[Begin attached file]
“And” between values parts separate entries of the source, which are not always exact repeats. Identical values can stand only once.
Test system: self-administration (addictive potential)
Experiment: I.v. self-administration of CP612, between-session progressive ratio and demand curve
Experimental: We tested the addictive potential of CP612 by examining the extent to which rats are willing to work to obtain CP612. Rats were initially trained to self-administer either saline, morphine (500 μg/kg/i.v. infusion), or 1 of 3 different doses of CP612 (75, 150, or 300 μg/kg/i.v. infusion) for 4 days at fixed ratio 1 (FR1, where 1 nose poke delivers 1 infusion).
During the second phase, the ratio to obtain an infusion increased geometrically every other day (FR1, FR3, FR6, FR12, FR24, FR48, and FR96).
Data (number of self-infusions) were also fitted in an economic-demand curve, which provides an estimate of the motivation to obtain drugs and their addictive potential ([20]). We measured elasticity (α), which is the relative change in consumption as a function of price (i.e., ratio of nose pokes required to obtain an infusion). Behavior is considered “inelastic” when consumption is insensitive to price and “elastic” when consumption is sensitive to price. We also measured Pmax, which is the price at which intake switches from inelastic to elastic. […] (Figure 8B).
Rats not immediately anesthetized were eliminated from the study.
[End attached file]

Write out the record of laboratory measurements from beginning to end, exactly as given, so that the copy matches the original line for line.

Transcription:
“And” between values parts separate entries of the source, which are not always exact repeats. Identical values can stand only once.
Test system: self-administration (addictive potential)
Experiment: I.v. self-administration of CP612, between-session progressive ratio and demand curve
Experimental: We tested the addictive potential of CP612 by examining the extent to which rats are willing to work to obtain CP612. Rats were initially trained to self-administer either saline, morphine (500 μg/kg/i.v. infusion), or 1 of 3 different doses of CP612 (75, 150, or 300 μg/kg/i.v. infusion) for 4 days at fixed ratio 1 (FR1, where 1 nose poke delivers 1 infusion).
During the second phase, the ratio to obtain an infusion increased geometrically every other day (FR1, FR3, FR6, FR12, FR24, FR48, and FR96).
Data (number of self-infusions) were also fitted in an economic-demand curve, which provides an estimate of the motivation to obtain drugs and their addictive potential ([20]). We measured elasticity (α), which is the relative change in consumption as a function of price (i.e., ratio of nose pokes required to obtain an infusion). Behavior is considered “inelastic” when consumption is insensitive to price and “elastic” when consumption is sensitive to price. We also measured Pmax, which is the price at which intake switches from inelastic to elastic. […] (Figure 8B).
Rats not immediately anesthetized were eliminated from the study.